Tips & Tricks
Think Like a Teacher!
Do you ever feel like your students are just enduring the Bible lesson? When planning lessons or communicating in the classroom, effective teachers repeatedly ask themselves some evaluative questions:
1. How can I catch my students’ attention from the get-go?
During the first few minutes of Bible time children often decide whether or not to participate in the learning experience! When a Christian educator thinks like a teacher he plans something interesting or exciting that will cause learners to want to know more. Try a personal story, a startling new fact, a question that arouses curiosity, true or false questions, a skit. Avoid dull clichés like, “Please turn with me to the book of John.”
2. How can I focus on single truth?
So often I am tempted to teach a lesson that will hit many needs in my group—but I don’t. I know that students learn more when we keep our lessons narrowly focused. Reinforce a single truth with examples, Bible evidence, discussion and learning activities throughout the class hour.
3. How can I use visual helps?
Twenty-five years ago in my sixth-grade class, the teacher drew pictures of a truck and a soldier on the chalkboard to represent blood cells. He labeled the truck, “Carrier. Red blood cells.” He wrote under the soldier, “Fighter. White blood cells.” To this day I remember that white blood cells fight disease and red blood cells carry food and oxygen. The simple visual was the key. Contribute to your students’ understanding by drawing sketches, writing on the white board, showing realistic pictures, making signs. Visuals will reinforce what you want your class to learn and remember.
4. How can I let kids participate?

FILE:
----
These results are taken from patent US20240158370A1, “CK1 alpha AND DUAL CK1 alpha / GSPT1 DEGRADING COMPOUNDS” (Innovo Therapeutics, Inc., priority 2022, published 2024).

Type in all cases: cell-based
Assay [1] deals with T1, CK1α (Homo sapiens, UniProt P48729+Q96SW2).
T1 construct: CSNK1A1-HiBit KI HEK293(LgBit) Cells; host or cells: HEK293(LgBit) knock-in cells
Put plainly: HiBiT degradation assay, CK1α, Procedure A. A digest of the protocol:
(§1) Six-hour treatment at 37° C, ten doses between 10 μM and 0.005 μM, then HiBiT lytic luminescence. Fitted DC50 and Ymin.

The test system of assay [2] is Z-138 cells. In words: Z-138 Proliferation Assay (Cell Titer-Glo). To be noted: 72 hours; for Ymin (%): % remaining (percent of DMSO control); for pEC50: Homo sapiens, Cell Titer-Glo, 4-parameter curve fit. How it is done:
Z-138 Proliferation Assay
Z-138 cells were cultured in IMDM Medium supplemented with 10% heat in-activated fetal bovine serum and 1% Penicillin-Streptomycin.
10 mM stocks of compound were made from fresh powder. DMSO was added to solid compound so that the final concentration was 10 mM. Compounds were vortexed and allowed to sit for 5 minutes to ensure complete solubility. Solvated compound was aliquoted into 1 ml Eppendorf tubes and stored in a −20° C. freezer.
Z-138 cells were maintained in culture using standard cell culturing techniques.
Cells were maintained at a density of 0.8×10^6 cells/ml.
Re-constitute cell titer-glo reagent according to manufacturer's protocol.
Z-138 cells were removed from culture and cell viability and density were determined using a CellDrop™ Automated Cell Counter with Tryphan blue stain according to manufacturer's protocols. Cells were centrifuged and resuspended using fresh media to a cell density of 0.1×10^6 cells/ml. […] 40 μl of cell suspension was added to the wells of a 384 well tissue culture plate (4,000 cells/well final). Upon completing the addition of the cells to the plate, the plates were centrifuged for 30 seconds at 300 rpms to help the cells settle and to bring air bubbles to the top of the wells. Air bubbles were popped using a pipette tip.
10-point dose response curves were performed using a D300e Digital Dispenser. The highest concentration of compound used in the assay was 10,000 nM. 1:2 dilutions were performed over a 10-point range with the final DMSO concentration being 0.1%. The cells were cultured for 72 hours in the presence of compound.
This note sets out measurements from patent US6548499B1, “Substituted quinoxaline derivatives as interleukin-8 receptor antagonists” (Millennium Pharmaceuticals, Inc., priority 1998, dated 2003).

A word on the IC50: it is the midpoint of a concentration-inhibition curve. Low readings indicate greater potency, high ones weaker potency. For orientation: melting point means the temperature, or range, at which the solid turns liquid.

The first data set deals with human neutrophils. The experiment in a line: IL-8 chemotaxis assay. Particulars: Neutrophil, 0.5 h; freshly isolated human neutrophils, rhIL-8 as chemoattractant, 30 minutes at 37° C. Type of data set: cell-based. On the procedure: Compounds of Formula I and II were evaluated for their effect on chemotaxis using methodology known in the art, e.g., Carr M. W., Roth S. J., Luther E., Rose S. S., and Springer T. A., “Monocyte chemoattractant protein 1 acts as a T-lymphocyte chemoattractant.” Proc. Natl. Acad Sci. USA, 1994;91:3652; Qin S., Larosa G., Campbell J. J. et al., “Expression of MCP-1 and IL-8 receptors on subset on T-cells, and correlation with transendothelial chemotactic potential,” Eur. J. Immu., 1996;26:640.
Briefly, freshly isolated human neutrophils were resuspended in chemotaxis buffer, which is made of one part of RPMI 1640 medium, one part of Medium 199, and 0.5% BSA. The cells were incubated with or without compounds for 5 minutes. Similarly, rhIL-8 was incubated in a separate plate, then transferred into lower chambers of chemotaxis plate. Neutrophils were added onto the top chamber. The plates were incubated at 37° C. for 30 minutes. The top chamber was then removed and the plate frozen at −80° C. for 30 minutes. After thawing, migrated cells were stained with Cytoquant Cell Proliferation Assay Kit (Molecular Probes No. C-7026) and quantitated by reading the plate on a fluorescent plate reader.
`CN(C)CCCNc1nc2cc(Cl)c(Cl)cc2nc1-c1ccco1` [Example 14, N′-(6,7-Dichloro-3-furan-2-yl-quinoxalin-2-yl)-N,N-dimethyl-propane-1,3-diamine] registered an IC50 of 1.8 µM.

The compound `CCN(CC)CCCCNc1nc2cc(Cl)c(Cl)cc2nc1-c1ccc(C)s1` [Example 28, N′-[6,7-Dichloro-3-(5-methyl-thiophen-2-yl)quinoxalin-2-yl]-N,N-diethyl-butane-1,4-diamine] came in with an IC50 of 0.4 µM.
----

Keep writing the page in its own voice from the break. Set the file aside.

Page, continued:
Asking questions is one of the simplest and best ways to allow for participation. But be sure to plan your questions so they stimulate thought and do not dumb down your students. During vacation Bible school I had my class draw cartoon strips that illustrated the main truth. Making crafts that relate to the lesson are good take-home reminders. The following week use the sample craft to review the story. Object lessons, skits and music can also involve the children.
5. How can I apply the truth?
Any Bible story will draw a “So what?” reaction unless you apply the principles to everyday life. One Sunday I was telling a group of children about the letter Elijah wrote to King Jehoram. The prophet told the king that God would punish him for leaving Jehovah God and for killing his brothers.
“No violence!” I said as I looked into the eyes of my students. “God was displeased with the king for killing his brothers. We’d never do that, but what about hitting our brothers or sisters or just being mean to them? God is displeased any time we fight with family members. Let’s make up our minds to-day that with God’s help we’ll be loving and kind to our families. Remember, no violence!” God’s commands must be applied to everyday living.
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